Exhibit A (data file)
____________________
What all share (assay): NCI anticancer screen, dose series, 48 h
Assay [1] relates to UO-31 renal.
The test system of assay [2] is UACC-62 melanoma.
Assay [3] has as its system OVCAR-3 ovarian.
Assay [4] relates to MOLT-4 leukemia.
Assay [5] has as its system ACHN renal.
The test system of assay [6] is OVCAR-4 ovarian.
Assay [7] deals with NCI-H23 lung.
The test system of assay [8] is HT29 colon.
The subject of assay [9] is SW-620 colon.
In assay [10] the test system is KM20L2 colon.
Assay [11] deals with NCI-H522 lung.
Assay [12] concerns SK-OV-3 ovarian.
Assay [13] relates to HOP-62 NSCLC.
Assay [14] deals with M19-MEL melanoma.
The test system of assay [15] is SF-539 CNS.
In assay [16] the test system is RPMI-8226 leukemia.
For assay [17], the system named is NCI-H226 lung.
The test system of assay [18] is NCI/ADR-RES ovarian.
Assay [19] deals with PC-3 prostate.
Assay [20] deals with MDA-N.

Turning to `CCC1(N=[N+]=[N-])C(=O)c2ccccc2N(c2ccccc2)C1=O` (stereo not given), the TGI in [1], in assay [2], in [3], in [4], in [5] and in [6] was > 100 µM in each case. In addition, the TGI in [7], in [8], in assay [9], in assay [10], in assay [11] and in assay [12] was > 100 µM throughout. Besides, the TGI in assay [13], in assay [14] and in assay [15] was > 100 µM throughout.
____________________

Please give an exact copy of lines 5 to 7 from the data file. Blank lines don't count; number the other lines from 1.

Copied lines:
Assay [4] relates to MOLT-4 leukemia.
Assay [5] has as its system ACHN renal.
The test system of assay [6] is OVCAR-4 ovarian.